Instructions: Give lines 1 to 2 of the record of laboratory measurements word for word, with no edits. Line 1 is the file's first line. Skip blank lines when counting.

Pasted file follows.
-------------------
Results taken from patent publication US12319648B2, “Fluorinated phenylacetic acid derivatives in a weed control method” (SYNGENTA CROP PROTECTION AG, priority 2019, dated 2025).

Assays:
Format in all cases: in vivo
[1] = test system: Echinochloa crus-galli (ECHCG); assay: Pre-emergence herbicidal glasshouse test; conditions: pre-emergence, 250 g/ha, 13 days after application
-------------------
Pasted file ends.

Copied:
Results taken from patent publication US12319648B2, “Fluorinated phenylacetic acid derivatives in a weed control method” (SYNGENTA CROP PROTECTION AG, priority 2019, dated 2025).

Assays: